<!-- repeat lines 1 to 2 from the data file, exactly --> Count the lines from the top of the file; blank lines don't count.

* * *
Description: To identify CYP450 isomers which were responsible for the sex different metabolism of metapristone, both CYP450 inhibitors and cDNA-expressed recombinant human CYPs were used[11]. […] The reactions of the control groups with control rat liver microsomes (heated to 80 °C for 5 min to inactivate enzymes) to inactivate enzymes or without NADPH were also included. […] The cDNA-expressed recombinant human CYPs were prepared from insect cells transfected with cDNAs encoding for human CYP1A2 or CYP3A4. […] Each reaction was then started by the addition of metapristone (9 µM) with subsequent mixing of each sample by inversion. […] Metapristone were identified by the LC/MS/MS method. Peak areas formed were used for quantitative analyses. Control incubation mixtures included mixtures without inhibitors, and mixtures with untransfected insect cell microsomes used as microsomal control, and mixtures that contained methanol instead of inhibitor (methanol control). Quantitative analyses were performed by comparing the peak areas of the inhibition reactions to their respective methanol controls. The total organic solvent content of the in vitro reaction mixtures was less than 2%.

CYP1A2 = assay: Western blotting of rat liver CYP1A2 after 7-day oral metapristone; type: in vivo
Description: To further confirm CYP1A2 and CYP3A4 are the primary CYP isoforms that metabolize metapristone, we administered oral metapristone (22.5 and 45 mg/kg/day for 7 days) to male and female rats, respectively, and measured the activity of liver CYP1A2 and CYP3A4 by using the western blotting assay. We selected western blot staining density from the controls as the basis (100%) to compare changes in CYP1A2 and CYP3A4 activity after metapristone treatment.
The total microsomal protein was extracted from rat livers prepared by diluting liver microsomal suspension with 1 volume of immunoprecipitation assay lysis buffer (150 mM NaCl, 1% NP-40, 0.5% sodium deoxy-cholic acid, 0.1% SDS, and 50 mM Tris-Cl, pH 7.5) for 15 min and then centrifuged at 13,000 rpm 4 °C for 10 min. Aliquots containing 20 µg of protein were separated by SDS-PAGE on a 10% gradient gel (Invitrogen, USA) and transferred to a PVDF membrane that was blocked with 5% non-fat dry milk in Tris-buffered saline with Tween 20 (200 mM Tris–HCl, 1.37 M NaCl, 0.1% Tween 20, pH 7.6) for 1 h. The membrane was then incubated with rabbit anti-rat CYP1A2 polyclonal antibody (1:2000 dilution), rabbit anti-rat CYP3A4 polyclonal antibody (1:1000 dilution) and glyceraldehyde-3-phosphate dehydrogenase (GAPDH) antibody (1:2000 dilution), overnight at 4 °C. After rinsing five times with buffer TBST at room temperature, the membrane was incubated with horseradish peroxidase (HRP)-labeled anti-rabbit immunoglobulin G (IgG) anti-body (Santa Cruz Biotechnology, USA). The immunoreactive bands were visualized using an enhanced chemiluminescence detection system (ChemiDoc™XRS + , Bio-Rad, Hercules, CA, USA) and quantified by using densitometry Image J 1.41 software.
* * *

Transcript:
Description: To identify CYP450 isomers which were responsible for the sex different metabolism of metapristone, both CYP450 inhibitors and cDNA-expressed recombinant human CYPs were used[11]. […] The reactions of the control groups with control rat liver microsomes (heated to 80 °C for 5 min to inactivate enzymes) to inactivate enzymes or without NADPH were also included. […] The cDNA-expressed recombinant human CYPs were prepared from insect cells transfected with cDNAs encoding for human CYP1A2 or CYP3A4. […] Each reaction was then started by the addition of metapristone (9 µM) with subsequent mixing of each sample by inversion. […] Metapristone were identified by the LC/MS/MS method. Peak areas formed were used for quantitative analyses. Control incubation mixtures included mixtures without inhibitors, and mixtures with untransfected insect cell microsomes used as microsomal control, and mixtures that contained methanol instead of inhibitor (methanol control). Quantitative analyses were performed by comparing the peak areas of the inhibition reactions to their respective methanol controls. The total organic solvent content of the in vitro reaction mixtures was less than 2%.

CYP1A2 = assay: Western blotting of rat liver CYP1A2 after 7-day oral metapristone; type: in vivo